Seeking assistance to achieve sobriety can be challenging and a little scary. You have reached a point in your life where you know you need to make a change, but you are a little unsure how to proceed. You may be wondering do I need a plan for sobriety?

A plan for sobriety can be better described simply as setting goals and planning for your future life without substance use or with a plan for eventual successful moderation. After understanding why you’re making certain decisions regarding your substance use, you can begin relearning new productive behaviors and thought patterns to better prepare to be successful.

Some alcohol and drug programs insist that relapse is a normal and expected part of the “recovery” process, but don’t be so quick to add this to your future plan. Relapse is not normal and either is recovery. Recovery alludes to the fact that substance use is on-going and can’t be resolved, when that is quite the opposite.

The best plan for sobriety that you can personally make is to understand your choices and take responsibility for them going forward because there are infinite reasons for the choices we make. But underneath all of them is a consistent desire for greater happiness and life satisfaction. The Saint Jude Retreat’s Freedom Model philosophy states, “All humans always move in the direction they believe will make them happy at any given moment in time.” Whatever the situation and circumstances you have experienced; you have always been in control and have used free will to search for your own happiness.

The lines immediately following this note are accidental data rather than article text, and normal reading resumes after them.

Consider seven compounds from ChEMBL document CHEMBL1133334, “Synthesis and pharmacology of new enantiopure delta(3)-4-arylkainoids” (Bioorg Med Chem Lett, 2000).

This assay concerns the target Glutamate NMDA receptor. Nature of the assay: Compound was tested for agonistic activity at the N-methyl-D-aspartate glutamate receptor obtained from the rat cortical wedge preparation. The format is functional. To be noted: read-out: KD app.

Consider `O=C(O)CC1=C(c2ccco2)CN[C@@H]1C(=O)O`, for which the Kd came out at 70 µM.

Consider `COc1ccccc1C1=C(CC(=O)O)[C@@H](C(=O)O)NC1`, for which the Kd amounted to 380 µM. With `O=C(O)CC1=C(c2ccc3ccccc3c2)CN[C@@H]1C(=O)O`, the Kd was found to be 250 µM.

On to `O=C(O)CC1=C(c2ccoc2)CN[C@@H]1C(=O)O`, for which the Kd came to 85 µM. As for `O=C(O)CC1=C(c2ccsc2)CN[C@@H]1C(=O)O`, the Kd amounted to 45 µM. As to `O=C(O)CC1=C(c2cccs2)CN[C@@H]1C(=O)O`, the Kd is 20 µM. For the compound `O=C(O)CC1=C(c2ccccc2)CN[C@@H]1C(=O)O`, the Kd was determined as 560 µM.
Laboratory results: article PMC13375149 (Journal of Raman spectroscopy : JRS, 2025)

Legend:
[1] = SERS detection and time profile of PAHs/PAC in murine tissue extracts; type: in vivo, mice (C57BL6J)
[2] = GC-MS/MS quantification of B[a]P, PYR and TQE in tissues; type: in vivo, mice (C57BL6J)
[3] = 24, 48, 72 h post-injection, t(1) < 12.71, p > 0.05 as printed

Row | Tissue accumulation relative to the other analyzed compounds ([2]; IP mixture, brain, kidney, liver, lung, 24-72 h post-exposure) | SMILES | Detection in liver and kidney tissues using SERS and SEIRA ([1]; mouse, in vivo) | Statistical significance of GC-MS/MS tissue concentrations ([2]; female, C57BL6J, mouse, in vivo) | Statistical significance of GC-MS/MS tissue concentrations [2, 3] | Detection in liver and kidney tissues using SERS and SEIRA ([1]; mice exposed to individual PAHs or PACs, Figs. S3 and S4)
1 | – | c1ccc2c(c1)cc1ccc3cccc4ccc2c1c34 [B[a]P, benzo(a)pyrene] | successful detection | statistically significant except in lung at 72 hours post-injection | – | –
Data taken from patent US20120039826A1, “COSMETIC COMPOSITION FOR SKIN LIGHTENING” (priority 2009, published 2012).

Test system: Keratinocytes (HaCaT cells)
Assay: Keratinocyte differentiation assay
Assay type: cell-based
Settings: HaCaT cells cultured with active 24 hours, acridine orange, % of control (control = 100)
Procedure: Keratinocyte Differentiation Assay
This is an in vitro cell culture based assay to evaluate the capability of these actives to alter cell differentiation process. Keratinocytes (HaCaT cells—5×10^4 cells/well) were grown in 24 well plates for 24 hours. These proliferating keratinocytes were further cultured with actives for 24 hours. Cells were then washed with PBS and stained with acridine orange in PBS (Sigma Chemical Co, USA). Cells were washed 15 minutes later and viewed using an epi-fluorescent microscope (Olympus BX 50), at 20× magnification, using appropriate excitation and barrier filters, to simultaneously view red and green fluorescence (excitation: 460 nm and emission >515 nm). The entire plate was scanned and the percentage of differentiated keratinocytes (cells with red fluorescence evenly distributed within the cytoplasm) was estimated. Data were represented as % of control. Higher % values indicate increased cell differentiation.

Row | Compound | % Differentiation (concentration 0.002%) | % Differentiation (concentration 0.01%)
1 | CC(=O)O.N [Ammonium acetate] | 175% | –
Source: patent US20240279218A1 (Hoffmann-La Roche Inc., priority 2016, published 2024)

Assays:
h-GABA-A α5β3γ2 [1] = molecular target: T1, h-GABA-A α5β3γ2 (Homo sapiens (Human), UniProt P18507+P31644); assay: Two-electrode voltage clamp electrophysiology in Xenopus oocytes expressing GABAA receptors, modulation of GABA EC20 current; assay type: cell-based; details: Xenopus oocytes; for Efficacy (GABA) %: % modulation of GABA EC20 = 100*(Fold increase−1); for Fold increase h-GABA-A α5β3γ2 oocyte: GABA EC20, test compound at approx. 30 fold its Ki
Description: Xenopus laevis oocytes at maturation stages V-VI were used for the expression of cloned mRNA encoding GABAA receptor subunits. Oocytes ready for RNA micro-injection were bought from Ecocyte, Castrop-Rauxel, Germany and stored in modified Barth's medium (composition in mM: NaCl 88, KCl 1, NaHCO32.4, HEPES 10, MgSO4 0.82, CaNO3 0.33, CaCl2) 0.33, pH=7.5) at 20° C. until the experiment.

Through the program’s unique process of Cognitive Behavior Education exercises, it is understand there are no causes for substance use, but rather, reasoning through free will, choice, and the desire for happiness that motivates the choice. It really is that simple to live a life without chronic drug and alcohol use.

Ultimately what predicts long-term success for participants of the Saint Jude Program is not the belief in the disease of addiction or powerlessness, but by embracing and accepting responsibility for their actions. They began to see themselves as capable of change and responsible for their future, and they set about pursing personal happiness. Their positive changes had nothing to do with ongoing support group meeting attending, claiming to be powerless or shielding themselves from stress. Rather, their success was based on a cognitive shift towards embracing their immense power of choice and their desire for long-term gratification over immediate short-term gratification. These were and continue to be the common denominators for success and remain the underpinnings of the education exercises in this program series, which can simply replace the need for a traditional “plan for sobriety.”